What is a recession?
At its simplest, a recession is a natural part of the business cycle in a market economy, which is defined by periods of both growth and shrinkage. When the economy shrinks for a sustained period of time, it is considered a recession.
Recessions can lead to rising unemployment, falling wages, and declining retail sales. These effects can feed into each other, causing the economy to spiral even further.
So, what does this mean for the average consumer? During a recession, you may experience wage cuts or even job loss. Investments tend to lose money, and small businesses may struggle.
While the prospect of a recession may be scary, there’s no need to panic. Here are some steps you can take to be prepared.
Make sure your emergency savings is well-funded, with enough to cover at least 3-6 months of expenses.
Pay off your debt, especially if it carries a high interest rate. This will make it easier to cover monthly expenses if your income goes down.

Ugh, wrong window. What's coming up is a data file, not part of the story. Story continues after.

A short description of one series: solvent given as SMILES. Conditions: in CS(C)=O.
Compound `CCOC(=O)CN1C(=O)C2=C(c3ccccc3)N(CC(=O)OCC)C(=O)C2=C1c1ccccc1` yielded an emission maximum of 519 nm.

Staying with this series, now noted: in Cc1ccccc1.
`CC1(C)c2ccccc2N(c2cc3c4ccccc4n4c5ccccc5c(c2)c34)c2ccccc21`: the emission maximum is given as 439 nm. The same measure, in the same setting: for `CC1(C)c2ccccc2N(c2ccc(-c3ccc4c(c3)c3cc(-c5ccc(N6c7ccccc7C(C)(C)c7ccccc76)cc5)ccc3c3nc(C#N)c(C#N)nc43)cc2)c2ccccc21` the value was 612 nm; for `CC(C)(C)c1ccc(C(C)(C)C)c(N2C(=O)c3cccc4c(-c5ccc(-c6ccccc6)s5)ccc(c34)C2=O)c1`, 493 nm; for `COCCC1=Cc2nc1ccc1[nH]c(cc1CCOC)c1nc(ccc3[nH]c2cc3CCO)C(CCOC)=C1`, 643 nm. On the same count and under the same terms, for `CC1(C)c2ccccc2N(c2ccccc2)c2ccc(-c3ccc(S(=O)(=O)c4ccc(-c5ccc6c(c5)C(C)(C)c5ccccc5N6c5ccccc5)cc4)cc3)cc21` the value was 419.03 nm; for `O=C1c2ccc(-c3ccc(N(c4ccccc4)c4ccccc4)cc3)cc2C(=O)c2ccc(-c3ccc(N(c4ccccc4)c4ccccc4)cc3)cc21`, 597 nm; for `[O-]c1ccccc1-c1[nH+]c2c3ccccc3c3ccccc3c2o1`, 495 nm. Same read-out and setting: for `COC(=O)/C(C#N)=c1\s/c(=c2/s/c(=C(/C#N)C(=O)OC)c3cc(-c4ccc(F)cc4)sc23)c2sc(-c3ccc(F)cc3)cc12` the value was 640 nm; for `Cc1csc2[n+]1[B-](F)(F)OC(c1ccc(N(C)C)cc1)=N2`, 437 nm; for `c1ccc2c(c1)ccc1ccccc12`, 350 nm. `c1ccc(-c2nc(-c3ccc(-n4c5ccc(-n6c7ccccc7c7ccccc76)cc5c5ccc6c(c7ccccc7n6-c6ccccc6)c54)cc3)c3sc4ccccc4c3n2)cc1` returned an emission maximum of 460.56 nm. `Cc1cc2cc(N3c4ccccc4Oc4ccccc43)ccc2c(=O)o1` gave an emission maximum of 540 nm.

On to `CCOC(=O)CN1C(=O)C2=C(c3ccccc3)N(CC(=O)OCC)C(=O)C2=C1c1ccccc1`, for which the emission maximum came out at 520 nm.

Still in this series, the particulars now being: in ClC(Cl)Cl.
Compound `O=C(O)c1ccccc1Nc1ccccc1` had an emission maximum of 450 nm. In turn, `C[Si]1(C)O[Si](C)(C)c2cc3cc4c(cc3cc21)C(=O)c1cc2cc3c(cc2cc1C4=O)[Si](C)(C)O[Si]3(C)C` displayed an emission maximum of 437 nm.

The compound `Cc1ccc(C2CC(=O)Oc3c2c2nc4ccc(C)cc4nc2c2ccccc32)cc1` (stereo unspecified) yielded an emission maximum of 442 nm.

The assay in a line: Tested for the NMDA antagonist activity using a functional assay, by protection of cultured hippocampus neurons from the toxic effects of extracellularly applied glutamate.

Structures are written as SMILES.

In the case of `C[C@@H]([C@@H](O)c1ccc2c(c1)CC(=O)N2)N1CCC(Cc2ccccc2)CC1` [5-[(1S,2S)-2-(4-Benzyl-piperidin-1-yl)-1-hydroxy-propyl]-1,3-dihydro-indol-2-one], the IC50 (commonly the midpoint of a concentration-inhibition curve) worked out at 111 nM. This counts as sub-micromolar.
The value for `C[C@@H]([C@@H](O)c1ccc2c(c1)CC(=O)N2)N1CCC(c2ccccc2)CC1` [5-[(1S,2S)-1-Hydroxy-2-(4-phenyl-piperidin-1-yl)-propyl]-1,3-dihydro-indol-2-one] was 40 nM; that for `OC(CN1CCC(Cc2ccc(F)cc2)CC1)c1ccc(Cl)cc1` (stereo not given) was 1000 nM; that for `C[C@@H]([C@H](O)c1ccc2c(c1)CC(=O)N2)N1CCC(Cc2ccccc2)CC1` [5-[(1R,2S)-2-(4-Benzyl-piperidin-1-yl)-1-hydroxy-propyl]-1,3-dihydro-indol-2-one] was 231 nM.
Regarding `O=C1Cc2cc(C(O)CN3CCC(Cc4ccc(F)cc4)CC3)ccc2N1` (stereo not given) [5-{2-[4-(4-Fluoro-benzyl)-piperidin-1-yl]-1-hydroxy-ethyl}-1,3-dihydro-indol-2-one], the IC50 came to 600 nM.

Consider your purchases carefully. A recession is not the time to overextend yourself on a new car loan or luxury vacation. Review your budget, and cut out any unnecessary expenses. Living within your means is good advice for any time, but is especially important when times are tough.
Consider creating multiple streams of income. This could be as simple as a dog-walking side hustle or a part-time job at the local grocery store. Do some research to see how your hobbies or interests could be turned into additional income during an economic downturn.
And remember, if a recession comes, hang in there—it won’t last forever. As a natural part of the business cycle, a period of growth and expansion is likely on its way.